From: Axel Kohlmeyer (akohlmey_at_gmail.com)
Date: Mon May 28 2012 - 17:19:42 CDT
On Mon, May 28, 2012 at 6:11 PM, Francesco Pietra <chiendarret_at_gmail.com> wrote:
> As to "CPU memory bandwidth" "PCI bandwidth", it would be useful to
> have tabulated data in physically unambiguous terms (bit/s or what
> else) for typical motherboards and CPU GPU mem. It would provide a
> ground of reference on which to pose questions to hardware producers
> about their hardware. At least with consumer motherboards (but also
> with certain server motherboards, such as the one I have from
> Supermicro), indications are never numeric and often even the word
> bandwidth is omitted.
are you going to volunteer to generate, collect and maintain this data?
> francesco pietra
> On Mon, May 28, 2012 at 9:58 PM, Axel Kohlmeyer <akohlmey_at_gmail.com> wrote:
>> On Sun, May 27, 2012 at 10:10 AM, Benjamin Merget
>> <benjamin.merget_at_uni-wuerzburg.de> wrote:
>>> The problem is, that I can only reach up to about 25% gpu utilization of
>>> each of the 4 Tesla cards. I thought that maybe I could increase the GPU
>>> utilization by creating more processes to bind to the Tesla cards. But to do
>>> so, I need more CPUs, i.e. the CPUs of my CPU-only nodes...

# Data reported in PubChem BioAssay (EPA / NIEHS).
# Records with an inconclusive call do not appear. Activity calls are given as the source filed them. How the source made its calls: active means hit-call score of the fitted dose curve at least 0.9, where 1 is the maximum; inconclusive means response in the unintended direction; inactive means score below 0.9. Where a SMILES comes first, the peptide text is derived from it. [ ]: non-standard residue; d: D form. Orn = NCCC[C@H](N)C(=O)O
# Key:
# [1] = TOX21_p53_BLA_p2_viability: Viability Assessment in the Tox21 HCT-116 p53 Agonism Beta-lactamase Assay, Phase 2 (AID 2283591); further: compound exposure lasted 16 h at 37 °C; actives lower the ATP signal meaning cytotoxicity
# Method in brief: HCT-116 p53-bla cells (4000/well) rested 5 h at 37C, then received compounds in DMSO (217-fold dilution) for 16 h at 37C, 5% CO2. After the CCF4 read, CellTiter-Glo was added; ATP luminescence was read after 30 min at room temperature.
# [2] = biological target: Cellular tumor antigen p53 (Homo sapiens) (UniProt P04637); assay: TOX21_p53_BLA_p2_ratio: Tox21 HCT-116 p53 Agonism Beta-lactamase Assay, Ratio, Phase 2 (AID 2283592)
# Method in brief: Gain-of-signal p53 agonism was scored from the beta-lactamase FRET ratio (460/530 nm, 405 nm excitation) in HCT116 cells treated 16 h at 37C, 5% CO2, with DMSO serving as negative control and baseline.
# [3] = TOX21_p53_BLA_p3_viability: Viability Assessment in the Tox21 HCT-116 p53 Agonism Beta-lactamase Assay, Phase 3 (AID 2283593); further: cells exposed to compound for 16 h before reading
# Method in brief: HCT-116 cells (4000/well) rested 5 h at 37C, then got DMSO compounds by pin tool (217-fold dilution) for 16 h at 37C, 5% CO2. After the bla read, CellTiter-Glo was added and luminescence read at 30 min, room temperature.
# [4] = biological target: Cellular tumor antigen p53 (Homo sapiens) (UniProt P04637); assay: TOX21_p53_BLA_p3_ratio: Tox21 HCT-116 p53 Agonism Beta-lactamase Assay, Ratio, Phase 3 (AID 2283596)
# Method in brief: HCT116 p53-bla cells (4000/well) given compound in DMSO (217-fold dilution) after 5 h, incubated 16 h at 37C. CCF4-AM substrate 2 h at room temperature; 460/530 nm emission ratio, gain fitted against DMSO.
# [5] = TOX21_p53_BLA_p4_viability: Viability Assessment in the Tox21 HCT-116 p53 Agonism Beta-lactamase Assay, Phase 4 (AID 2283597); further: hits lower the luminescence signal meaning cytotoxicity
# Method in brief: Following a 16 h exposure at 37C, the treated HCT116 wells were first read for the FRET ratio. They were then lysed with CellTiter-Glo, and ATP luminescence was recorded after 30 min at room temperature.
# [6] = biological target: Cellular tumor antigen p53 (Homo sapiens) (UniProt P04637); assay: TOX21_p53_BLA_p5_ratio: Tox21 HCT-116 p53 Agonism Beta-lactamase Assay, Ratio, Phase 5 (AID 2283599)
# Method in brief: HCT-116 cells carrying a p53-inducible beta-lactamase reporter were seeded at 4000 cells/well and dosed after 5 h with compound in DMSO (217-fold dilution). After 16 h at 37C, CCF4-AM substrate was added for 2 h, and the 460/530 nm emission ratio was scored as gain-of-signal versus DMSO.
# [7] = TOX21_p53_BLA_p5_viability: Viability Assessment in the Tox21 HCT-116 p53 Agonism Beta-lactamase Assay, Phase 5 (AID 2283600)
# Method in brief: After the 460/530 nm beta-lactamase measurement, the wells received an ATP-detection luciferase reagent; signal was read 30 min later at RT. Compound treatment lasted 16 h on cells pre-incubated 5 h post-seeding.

>> no. that won't work. if you have a low GPU utilization
>> then this is more likely due to:
>> - your simulation system is too small to result in good
>> GPU utilization. remember that you need to have sufficient
>> GPU work to offset the cost or data transfers to and from
>> the GPU and also the non-accelerated work on the CPU.
>> attaching more processes to one GPU reduces the latter,
>> but increases the number of (competing) data transfers.
>> - your host machine's CPU doesn't have much memory bandwidth
>> - your GPUs are not in full bandwidth PCIe v2.x slots,
>> or you have a PCIe v1.x card somewhere that reduces
>> the neighboring GPU to drop to PCIe v1.x speed as well.
>> (depends on the main board)
>>> Is there another way to increase my GPU utilization with the 8 CPU cores of
>>> my GPU node?
>> maybe. but that depends on the cause and that is
>> impossible to tell from remote.
>>>> no, and it is not worth it. just run one calculation on the GPU node
>>>> and a second on the rest and enjoy efficient utilization of your hardware.
>>>> anything else is just wasting your time.
>> Dr. Axel Kohlmeyer
>> College of Science and Technology
>> Temple University, Philadelphia PA, USA.
-- Dr. Axel Kohlmeyer akohlmey_at_gmail.com http://goo.gl/1wk0 College of Science and Technology Temple University, Philadelphia PA, USA.
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